I ran your numbers through the BIOS and at 333x9 the ratios provide 800, 1067, and 1333 memory speeds. At 500x6 you can select 1000, 1200, 1600, and 2000. No 1667 available, but the 1067 and 1333 would be at much slower FSB speeds even though the 333x9 CPU speed is the same as 500x6. 333 is really 333.3333... We are ignoring the fact that 1:1 is the preferred ratio, but as we have shown in the past, that is not really a big concern as the impact is really minimal on the Intel chipsets - much smaller than you would expect.
  • qpwoei - Saturday, July 21, 2007 - link

    What BIOS version are you running on that board? The 2.58 BIOS as shown at">
    shows a much better range of ratios.

    I'd forgotten about the "Intel P35 Memory Performance: A Closer Look" article, so I went back and had a closer look. I was really surprised about the results in there - and then I remembered that the Core 2 FSB bandwidth is only half the memory bandwidth and it made sense again :) I think that trying to benchmark memory on a platform with a bottleneck between the memory and CPU is going to be very difficult.

    It looks like you're basically hosed, then, apart from the ratios that Intel provide. Increasing the CPU speed warps the results, increasing the FSB speed warps the results, so all you've got left is the FSB:RAM ratio, which really doesn't help you too much. Personally, I wouldn't bother with the "real world" results (ie: simply stick to the synthetic memory benchmarks) since they don't really add anything to the article. However, it would be interesting to see one article with a benchmark at each of the memory ratios offered by the P5K3 (keeping FSB and multiplier constant).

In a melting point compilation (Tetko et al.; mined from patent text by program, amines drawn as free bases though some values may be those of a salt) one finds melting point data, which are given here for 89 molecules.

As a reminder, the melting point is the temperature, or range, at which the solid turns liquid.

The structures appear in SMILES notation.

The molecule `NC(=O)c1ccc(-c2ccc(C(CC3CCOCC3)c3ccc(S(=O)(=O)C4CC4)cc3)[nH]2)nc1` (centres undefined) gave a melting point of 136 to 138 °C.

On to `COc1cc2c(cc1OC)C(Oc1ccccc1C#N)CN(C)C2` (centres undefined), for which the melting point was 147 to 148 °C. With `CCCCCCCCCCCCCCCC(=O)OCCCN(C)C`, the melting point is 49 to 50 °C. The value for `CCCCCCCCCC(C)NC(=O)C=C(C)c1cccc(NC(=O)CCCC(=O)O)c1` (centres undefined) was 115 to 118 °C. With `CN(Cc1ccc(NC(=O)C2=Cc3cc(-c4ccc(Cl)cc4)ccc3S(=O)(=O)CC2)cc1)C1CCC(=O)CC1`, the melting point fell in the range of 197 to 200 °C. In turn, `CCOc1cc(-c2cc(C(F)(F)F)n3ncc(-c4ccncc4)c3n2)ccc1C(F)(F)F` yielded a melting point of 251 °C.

I've got a few more ideas, but I'll just email you directly to save cluttering up the comments too much. Also, I'm probably going to be picking up a P5K3 (and a Q6600 like world + dog after the price cuts) so I'll probably be doing a bit of investigation on my own :)

    Oh, for the easy days of memory benchmarking on the K8 ...
  • Wesley Fink - Monday, July 23, 2007 - link

    Let me clarify a bit. THese ratios are available when the FSB strap is set to Auto. That means at the various memory speeds the strap may be 200, 266, or 333. We want the strap constant at 333 if at all possible for consistent results and comparisons.

    The issue of the memory strap probably deserves a separate article for those not familiar with this concept and its impact on memory performance.
  • Wesley Fink - Monday, July 23, 2007 - link

    The additional ratios shown on the Japanese website are only available if an "Auto" setting is used for FSB.
  • LTG - Friday, July 20, 2007 - link

    I didn't say the test setup was easy, maybe it's not even practical right now to realistically measure the gains of this memory.

    However until it is able to be measured well, do you think it's appropriate to conclude that this memory "offers breakthrough performance advantage" ?

    You ask for constructive criticism. I would suggest that you not issue such grand conclusions until it's possible to perform benchmarks that support them.

    Is that throwing rocks?

  • retrospooty - Sunday, July 22, 2007 - link

    "I would suggest that you not issue such grand conclusions until it's possible to perform benchmarks that support them. "

    Perhaps you are overemphasizing the word "breakthrough". It CAN mean a revolutionary new way of doing things, or discovery, but it can also mean a barrier having been surpassed... for example 1600mhz was not possible with DDR2, thus its a breakthrough of sorts. Another example is the latest 1TB hard drives. Hardly revulutionary, but you could call them breakthrough for surpassing the 1TB mark.